Calgary Flames defenceman Dion Phaneuf, right, celebrates his goal with teammate Jarome Iginla during third period NHL hockey action against the Vancouver Canucks in Calgary Thursday, Oct. 1, 2009. The Calgary Flames beat the Vancouver Canucks 5-3. THE CANADIAN PRESS/Jeff McIntosh
CALGARY - After winning their first season-opening game in seven seasons, the Calgary Flames have their sights set on improving to 2-0 when they visit the Edmonton Oilers Saturday night (CBC, 10 p.m. ET).
"It's early," Calgary captain Jarome Iginla said on Friday, the day after his Flames beat the Vancouver Canucks 5-3 at the Pengrowth Saddledome. "It's only our first game of the year. It feels good to get the win, but we know there's more to improve (upon) and it's not maybe our best game."
Calgary jumped out to leads of 3-0 and 4-1 before Vancouver pulled to within a goal in the final frame, when the Canucks outshot the Flames by a 21-7 margin.
"We sat back and we let them dictate how the game was going to be played," said Calgary coach Brent Sutter, who's looking for his squad to play better defensively while still maintaining a solid forecheck game against the Oilers. "I don't want to be a team that sits back. It's not the way to play the game."
Following practice in Calgary on Friday, forward Daymond Langkow said the Flames worked on addressing how they nearly let a pair of three-goal leads slip away against the Canucks.
"We looked at some video this morning and we'll just try to correct the mistakes we made and move on," Langkow said. "We need to have better defensive zone coverage and better decisions with the puck in the neutral zone. I think one of our strong points is our forecheck. It's hard to do that when you don't have the puck."
After victimizing Vancouver goalie Roberto Luongo for three goals on seven shots in the first period, the Flames hope to have similar success against Edmonton goalie Nikolai Khabibulin, who signed a four-year, $15-million contract with the Oilers in early July.
"That's another great goalie over there," said Flames defenceman Mark Giordano who had a good start to his season with a goal and an assist against the Canucks.
Langkow agreed with Giordano's assessment of Khabibulin, who's had considerable success against Calgary during his career, including backstopping the Tampa Bay Lightning to a Stanley Cup finals victory in seven games over the Flames in 2004.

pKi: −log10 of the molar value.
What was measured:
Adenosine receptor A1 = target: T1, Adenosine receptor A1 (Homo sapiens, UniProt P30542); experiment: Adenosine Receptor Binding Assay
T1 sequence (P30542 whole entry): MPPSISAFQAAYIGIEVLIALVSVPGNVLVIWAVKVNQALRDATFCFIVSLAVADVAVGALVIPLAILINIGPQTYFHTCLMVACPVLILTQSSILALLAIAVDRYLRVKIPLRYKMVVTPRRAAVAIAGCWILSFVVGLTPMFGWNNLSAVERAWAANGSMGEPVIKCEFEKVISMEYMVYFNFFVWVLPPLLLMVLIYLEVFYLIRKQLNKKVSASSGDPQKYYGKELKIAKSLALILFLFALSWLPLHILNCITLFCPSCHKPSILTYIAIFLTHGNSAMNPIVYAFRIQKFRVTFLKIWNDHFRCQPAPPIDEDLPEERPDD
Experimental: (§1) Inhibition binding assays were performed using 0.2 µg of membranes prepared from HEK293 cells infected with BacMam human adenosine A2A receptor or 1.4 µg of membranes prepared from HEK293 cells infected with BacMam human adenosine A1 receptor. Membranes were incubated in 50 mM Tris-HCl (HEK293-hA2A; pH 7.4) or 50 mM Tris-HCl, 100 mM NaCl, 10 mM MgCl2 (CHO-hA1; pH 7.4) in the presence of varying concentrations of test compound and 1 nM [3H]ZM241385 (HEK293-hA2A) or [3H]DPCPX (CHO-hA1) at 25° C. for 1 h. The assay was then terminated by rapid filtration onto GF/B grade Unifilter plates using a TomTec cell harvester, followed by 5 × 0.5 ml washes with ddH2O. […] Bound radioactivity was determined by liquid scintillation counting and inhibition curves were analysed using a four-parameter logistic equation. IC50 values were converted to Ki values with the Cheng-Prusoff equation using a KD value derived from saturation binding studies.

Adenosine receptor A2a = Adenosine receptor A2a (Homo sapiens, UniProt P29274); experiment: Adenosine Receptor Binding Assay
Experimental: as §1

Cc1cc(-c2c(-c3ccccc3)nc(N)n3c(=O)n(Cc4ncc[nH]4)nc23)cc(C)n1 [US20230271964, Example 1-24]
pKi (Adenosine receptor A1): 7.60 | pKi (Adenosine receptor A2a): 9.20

"Obviously he's a top goalie in the league," said Langkow, noting that the Flames will have to stick to the basics to have success against Khabibulin. "For goalies, it's hard to stop what you don't see, so just get traffic going to the front of the net and then bear down when the puck's in front."
At the other end of the ice, the Flames will be looking for Kiprusoff to build upon the first-star performance he earned against the Canucks after stopping 39 shots fired his way.
"It's the first win and it's good," said Kiprusoff. "You go one game at a time. We need to not think about too much what happened in the home opener. I'm going to do everything to help this team to get two points tomorrow."
Playing on a line with Olli Jokinen and David Moss, Iginla admitted to not having one of his best games against Vancouver.
"As a line, it wasn't our best game, but we were part of a win and we look to get better for next game," said Iginla, who always gets fired up for the Battle of Alberta. "I absolutely get up for them. You try to be up for every game, but it is exciting to play in the Battle of Alberta, and to play Vancouver a two division rivals."
"They are the two teams we enjoy playing the most and we enjoy beating the most. I'm sure the feeling is mutual the other way and our fans enjoy it on both sides."
For Sutter, it will be his first taste of the Edmonton-Calgary rivalry as head coach of the Flames.
"I know what it's about here," Sutter said. "You've got to expect it to heat up starting tomorrow night."